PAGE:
Capitalism: Opposition from the Intellectuals (2 of 3)

by | May 17, 2022 | Economics

In spite of all its benefits, capitalism has been furiously attacked and criticized. It is necessary that we understand the origin of this antipathy.

In spite of all its benefits, capitalism has been furiously attacked and criticized. It is necessary that we understand the origin of this antipathy. It is a fact that the hatred of capitalism originated not with the masses, not among the workers themselves, but among the landed aristocracy–the gentry, the nobility, of England and the European continent. They blamed capitalism for some­thing that was not very pleasant for them: at the beginning of the nineteenth century, the higher wages paid by industry to its workers forced the landed gentry to pay equally higher wages to their agricultural workers. The aristocracy attacked the industries by criticizing the standard of living of the masses of the workers.

Of course–from our viewpoint, the workers’ standard of living was extremely low; conditions under early capitalism were absolutely shocking, but not because the newly developed capitalistic industries had harmed the workers. The people hired to work in factories had already been existing at a virtually subhuman level.

The famous old story, repeated hundreds of times, that the factories employed women and children and that these women and children, before they were working in factories, had lived under satisfactory conditions, is one of the greatest falsehoods of history. The mothers who worked in the factories had nothing to cook with; they did not leave their homes and their kitchens to go into the factories, they went into factories because they had no kitchens, and if they had a kitchen they had no food to cook in those kitchens. And the children did not come from comfortable nurseries. They were starving and dying. And all the talk about the so-called unspeakable horror of early capitalism can be refuted by a single statistic: precisely in these years in which British capitalism developed, precisely in the age called the Industrial Revolution in England, in the years from 1760 to 1830, precisely in those years the population of England doubled, which means that hundreds or thousands of children–who would have died in preceding times–survived and grew to become men and women.

There is no doubt that the conditions of the preceding times were very unsatisfactory. It was capitalist business that improved them. It was precisely those early facto­ries that provided for the needs of their workers, either directly or indirectly by exporting products and importing food and raw materials from other countries. Again and again, the early historians of capitalism have–one can hardly use a milder word-falsified history.

One anecdote they used to tell, quite possibly in­vented, involved Benjamin Franklin. According to the story, Ben Franklin visited a cotton mill in England, and the owner of the mill told him, full of pride: “Look, here are cotton goods for Hungary.” Benjamin Franklin, looking around, seeing that the workers were shabbily dressed, said: “Why don’t you produce also for your own workers?”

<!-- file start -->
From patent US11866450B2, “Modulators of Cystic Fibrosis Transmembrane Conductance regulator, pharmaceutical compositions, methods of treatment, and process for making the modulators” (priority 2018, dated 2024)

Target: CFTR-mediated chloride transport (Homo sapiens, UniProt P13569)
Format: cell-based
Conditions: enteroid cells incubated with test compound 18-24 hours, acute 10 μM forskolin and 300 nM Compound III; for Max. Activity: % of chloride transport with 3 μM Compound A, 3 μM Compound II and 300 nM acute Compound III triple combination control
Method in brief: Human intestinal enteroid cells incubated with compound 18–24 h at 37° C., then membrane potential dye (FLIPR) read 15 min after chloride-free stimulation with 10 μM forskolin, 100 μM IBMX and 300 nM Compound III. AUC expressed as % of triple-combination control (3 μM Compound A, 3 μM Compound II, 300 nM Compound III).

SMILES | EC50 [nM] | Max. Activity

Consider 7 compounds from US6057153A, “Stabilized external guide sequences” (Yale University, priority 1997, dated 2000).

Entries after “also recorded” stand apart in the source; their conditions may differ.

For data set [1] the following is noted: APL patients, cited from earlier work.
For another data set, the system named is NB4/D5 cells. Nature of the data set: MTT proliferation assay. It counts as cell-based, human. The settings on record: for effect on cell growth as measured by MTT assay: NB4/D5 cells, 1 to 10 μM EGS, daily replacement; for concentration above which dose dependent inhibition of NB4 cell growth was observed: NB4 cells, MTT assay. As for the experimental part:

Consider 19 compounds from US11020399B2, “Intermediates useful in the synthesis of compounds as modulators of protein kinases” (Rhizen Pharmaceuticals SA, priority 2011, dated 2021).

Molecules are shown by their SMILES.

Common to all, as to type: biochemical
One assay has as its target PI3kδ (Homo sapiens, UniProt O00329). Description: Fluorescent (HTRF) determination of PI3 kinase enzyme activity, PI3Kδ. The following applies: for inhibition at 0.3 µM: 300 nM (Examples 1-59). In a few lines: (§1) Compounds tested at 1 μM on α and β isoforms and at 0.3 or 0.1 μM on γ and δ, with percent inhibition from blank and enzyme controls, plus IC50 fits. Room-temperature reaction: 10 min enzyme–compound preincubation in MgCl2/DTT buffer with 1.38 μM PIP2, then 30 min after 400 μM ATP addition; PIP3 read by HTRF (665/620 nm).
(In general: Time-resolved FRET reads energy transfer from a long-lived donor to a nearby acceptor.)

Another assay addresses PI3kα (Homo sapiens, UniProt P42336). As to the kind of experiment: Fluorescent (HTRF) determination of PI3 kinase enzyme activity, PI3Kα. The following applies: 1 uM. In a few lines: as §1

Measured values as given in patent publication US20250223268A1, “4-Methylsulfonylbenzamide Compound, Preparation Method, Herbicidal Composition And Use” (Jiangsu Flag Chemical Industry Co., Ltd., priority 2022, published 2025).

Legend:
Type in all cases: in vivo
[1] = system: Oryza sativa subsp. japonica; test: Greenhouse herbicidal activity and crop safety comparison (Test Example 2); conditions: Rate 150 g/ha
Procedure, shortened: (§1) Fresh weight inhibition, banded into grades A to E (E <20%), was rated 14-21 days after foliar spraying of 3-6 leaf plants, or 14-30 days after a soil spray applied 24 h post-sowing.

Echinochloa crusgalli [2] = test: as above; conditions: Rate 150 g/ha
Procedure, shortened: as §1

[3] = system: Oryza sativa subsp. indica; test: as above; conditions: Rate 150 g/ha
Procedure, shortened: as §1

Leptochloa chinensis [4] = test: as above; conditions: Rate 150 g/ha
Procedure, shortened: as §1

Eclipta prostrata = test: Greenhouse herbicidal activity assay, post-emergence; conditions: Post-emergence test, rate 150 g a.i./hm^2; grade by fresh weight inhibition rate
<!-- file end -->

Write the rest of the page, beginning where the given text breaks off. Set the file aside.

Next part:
But those exports of which the owner of the mill spoke really meant that he did produce for his own workers, because England had to import all its raw materials. There was no cotton either in England or in continental Europe. There was a shortage of food in England, and food had to be imported from Poland, from Russia, from Hungary. These exports were the payment for the imports of the food which made the survival of the British population possible. Many examples from the history of those ages will show the attitude of the gentry and aristocracy toward the workers. I want to cite only two examples. One is the famous British “Speenhamland” system. By this system, the British government paid all workers who did not get the minimum wage (determined by the government) the difference between the wages they received and this minimum wage. This saved the landed aristocracy the trouble of paying higher wages. The gentry would pay the traditionally low agricultural wage, and the government would supplement it, thus keeping workers from leaving rural occupations to seek urban factory employment.

Eighty years later, after capitalism’s expansion from England to continental Europe, the landed aristocracy again reacted against the new production system. In Germany the Prussian Junkers, having lost many workers to the higher-paying capitalistic industries, invented a special term for the problem: “flight from the country­side”–Landflucht. And in the German Parliament, they discussed what might be done against this evil, as it was seen from the point of view of the landed aristocracy.